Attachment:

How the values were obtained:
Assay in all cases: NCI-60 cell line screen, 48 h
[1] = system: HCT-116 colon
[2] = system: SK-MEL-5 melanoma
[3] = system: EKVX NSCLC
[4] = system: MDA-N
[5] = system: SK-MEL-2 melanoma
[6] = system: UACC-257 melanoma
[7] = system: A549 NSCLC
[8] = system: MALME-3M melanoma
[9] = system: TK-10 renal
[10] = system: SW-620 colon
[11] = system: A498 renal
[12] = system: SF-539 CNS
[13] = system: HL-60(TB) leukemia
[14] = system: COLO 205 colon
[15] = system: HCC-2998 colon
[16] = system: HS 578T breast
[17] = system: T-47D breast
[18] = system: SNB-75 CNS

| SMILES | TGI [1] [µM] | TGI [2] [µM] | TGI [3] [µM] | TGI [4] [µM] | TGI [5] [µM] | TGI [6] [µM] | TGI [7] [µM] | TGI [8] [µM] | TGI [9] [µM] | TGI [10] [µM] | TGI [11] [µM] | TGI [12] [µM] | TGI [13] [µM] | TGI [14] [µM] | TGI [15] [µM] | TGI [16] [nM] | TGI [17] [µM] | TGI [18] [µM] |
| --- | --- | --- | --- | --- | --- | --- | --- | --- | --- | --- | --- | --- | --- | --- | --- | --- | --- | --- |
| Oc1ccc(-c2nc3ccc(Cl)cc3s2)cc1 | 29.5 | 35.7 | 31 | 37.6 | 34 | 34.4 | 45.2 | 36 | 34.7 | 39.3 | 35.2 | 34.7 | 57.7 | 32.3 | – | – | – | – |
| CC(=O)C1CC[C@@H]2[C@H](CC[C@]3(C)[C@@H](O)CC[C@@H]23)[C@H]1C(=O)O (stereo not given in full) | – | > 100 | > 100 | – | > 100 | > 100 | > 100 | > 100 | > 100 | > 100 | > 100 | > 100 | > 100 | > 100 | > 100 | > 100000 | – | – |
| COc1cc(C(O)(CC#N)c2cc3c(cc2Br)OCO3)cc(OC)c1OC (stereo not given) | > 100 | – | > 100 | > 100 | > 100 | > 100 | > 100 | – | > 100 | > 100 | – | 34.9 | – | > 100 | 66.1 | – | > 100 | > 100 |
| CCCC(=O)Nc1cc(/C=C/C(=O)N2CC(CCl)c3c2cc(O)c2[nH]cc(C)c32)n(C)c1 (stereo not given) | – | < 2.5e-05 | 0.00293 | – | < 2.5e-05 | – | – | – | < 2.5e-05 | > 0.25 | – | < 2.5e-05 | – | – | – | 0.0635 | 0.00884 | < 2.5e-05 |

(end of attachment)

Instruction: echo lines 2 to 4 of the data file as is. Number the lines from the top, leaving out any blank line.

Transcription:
Assay in all cases: NCI-60 cell line screen, 48 h
[1] = system: HCT-116 colon
[2] = system: SK-MEL-5 melanoma